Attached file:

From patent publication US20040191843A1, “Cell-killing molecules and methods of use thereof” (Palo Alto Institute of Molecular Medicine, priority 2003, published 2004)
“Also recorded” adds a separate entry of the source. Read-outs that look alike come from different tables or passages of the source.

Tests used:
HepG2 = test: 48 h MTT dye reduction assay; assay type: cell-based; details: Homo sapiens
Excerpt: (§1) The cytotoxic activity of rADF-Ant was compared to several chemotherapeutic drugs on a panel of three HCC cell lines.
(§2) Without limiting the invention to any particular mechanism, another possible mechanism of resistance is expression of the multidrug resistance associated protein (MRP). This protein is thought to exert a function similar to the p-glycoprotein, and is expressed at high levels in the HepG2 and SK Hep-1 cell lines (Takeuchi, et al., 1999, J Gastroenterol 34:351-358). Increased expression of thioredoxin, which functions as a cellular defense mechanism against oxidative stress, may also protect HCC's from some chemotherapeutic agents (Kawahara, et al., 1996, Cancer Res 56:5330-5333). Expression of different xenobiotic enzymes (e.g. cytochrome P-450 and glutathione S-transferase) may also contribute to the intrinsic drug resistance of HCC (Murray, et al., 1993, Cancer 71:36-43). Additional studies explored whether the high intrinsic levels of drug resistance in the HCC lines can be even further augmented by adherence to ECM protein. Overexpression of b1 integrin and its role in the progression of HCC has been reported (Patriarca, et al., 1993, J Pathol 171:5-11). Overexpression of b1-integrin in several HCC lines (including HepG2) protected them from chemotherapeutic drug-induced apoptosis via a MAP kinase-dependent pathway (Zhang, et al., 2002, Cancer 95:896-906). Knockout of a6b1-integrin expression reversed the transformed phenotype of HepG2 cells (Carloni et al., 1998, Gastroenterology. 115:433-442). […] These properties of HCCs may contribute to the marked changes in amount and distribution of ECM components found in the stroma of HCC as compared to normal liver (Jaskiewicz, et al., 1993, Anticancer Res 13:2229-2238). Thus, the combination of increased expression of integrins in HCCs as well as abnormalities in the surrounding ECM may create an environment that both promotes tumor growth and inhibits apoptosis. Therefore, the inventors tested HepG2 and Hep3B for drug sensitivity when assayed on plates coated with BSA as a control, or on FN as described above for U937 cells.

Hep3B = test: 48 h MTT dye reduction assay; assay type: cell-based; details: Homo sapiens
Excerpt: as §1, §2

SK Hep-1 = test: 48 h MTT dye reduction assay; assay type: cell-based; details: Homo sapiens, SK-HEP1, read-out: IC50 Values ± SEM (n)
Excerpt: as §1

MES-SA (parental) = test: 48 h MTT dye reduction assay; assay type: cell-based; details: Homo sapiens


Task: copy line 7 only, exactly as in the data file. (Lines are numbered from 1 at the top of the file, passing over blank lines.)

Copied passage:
Hep3B = test: 48 h MTT dye reduction assay; assay type: cell-based; details: Homo sapiens